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15
Aug

Chemical-Intensive Agriculture Is Increasingly Toxic to Insects

(Beyond Pesticides, August 15, 2019) An article in the journal Plos One, “An assessment of acute insecticide toxicity loading (AITL) of chemical pesticides used on agricultural land in the United States,” shows that recent shifts in insecticide use—from organophosphates and carbamates to synthetic pyrethroids and neonicotinoids—have made a large contribution to the ongoing insect apocalypse. This shift to insecticides that target insects based on both selective toxicity and delivery method occurs within a context of shrinking habitat and biodiversity. The study, by Michael DiBartolomeis, PhD, Susan Kegley, PhD, Pierre Mineau, PhD, Rosemarie Radford, and Kendra Klein, PhD, presents a measure of acute insecticide toxicity loading that incorporates acute toxicity, quantity used, and the rate at which the insecticide degrades. Goulson et al. applied a similar measure in Great Britain that did not incorporate the rate of degradation. Both studies use the median lethal dose (LD50) to honey bees as a measure of acute toxicity and calculate the potential number of bee deaths based on the number of lethal doses of various insecticides applied in the field. In both cases, researchers used toxicity estimates for honey bees because they are widely available. Other insects may be more or less sensitive. The […]

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08
Jul

Pesticide-Intensive Agriculture Contributes to Severe Monarch Butterfly Decline through Milkweed Contamination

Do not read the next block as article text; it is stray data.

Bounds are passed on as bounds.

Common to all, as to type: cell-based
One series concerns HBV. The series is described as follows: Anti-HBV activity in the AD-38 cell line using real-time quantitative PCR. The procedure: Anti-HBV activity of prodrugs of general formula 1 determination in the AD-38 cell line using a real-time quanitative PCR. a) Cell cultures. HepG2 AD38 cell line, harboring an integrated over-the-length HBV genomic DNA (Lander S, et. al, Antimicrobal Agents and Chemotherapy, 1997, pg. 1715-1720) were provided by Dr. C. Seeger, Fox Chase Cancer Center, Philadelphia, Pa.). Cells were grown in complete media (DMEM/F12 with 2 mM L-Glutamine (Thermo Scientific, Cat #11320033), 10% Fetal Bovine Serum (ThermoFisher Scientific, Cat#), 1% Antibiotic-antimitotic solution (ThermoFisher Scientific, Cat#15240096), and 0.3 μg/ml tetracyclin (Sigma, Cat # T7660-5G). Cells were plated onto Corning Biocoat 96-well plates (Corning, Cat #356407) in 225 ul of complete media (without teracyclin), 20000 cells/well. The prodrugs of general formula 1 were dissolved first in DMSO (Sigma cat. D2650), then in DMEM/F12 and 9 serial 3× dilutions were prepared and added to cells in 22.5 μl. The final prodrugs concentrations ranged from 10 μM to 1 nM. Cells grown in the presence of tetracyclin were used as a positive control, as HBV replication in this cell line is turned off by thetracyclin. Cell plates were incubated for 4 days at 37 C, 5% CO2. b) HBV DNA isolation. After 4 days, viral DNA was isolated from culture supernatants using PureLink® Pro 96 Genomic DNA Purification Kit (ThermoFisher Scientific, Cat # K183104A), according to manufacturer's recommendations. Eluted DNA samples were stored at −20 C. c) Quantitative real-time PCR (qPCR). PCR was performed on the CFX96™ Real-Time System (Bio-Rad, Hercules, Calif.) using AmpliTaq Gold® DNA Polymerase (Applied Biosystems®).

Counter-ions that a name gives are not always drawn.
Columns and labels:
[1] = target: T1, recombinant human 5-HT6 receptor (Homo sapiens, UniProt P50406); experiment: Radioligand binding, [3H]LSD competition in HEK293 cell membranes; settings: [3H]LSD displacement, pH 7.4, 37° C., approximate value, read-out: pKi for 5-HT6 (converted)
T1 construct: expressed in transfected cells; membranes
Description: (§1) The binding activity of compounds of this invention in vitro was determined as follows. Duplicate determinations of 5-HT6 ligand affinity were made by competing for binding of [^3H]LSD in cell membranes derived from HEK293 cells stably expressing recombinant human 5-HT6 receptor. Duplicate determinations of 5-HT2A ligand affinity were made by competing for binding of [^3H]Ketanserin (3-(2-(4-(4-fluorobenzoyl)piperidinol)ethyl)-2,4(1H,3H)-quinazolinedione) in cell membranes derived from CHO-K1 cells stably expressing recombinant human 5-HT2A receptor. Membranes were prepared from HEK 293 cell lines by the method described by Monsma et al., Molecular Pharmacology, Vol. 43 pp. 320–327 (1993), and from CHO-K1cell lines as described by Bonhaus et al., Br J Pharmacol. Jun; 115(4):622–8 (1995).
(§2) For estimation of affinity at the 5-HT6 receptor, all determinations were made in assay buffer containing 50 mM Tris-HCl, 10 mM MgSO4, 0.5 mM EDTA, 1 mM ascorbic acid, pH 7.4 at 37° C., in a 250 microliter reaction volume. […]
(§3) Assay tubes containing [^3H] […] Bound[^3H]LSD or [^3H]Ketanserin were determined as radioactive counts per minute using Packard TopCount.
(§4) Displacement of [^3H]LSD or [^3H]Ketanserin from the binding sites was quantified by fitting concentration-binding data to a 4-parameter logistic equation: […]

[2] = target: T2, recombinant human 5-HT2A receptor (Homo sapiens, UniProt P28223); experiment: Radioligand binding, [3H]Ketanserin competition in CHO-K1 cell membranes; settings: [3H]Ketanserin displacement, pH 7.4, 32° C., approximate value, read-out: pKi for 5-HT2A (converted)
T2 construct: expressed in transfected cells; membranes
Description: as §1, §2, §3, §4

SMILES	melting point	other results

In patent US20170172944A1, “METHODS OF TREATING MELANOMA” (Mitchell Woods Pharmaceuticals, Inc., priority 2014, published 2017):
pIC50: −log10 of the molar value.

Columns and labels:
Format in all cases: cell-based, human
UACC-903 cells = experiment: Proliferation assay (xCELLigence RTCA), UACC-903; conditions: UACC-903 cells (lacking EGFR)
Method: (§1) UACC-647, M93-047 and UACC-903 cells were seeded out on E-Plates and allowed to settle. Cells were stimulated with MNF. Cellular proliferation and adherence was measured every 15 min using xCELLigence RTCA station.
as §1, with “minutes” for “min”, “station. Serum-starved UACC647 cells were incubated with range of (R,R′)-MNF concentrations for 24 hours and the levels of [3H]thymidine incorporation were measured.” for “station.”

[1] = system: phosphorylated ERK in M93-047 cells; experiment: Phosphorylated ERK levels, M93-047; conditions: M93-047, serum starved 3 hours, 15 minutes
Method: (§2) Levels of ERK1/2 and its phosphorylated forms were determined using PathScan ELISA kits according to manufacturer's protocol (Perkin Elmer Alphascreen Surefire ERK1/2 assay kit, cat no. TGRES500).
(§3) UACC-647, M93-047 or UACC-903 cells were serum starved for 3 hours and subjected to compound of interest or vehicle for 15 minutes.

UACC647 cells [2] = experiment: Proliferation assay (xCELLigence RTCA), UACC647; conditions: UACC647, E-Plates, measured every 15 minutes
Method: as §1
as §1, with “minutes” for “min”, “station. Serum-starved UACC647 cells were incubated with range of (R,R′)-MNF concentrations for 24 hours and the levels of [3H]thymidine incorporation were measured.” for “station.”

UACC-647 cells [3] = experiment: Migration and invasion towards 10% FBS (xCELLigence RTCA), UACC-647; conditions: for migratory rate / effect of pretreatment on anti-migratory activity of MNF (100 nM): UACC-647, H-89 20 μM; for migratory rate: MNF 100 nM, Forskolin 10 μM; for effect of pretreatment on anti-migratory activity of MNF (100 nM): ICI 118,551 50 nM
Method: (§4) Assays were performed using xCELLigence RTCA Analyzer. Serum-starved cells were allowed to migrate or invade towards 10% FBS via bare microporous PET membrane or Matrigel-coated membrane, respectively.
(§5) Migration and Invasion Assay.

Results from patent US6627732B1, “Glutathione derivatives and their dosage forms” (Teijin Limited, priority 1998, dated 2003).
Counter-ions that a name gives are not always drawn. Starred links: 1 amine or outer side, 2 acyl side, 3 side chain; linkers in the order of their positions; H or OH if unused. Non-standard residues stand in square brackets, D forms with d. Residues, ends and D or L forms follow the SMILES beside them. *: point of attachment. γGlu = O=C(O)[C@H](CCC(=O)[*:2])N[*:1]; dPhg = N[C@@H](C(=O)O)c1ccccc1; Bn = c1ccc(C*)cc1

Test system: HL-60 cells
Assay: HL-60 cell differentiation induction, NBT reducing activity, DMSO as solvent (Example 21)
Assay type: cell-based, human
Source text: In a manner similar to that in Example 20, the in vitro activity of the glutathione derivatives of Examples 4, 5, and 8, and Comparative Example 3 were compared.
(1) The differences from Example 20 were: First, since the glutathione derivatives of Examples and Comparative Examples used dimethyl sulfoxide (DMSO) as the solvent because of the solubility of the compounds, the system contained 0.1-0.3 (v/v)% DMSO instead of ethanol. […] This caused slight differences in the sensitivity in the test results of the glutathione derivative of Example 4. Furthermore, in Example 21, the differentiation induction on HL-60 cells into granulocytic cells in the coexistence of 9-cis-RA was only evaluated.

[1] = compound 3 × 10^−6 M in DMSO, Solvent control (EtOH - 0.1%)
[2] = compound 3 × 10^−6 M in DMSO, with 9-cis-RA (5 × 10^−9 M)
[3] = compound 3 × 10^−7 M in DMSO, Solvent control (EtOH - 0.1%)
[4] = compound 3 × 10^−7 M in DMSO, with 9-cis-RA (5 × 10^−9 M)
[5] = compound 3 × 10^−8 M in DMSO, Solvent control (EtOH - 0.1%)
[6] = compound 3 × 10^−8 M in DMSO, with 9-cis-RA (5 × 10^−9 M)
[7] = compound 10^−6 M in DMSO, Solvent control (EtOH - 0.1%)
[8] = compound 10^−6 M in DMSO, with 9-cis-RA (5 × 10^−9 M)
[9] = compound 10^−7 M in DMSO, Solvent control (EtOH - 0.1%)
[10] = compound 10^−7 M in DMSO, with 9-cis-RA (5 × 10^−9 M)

(Beyond Pesticides, June 8, 2019) Scientists studying the precipitous decline in populations of monarch butterflies are searching for causes, and pesticide use is one of the factors under their (figurative) microscopes. Purdue University entomology professor Ian Kaplan, PhD and doctoral student Paola Olaya-Arenas recently turned their attention to a poorly studied potential factor — exposure during monarchs’ larval stage to non-target pesticides on their primary host plant and food source, common milkweed (Asclepias syriaca). In Frontiers in Ecology and Evolution, the researchers report finding evidence of 14 different agricultural pesticides on milkweed near Indiana farm fields, including neonicotinoids clothianidin and thiamethoxam, the pyrethroid deltamethrin, and imidacloprid in a few samples. The research team’s primary aim was to identify and measure the range of pesticides to which monarch caterpillars might be exposed, or which they might consume, on milkweed plants in agricultural landscapes. Secondarily, they hoped to learn how pesticide presence varies with distance between milkweed plants and nearby agricultural sites. In the subject Indiana environs, where corn and soybeans are dominant crops, the study found neonicotinoid residues on milkweed, particularly those of the active ingredients in clothianidin and thiamethoxam. They note, “Although seed treatment data are no longer reported for U.S. […]

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25
Jun

Study Finds Synergism between Neonicotinoids and Parasites Leads to 70% Declines in Honey Bee Survival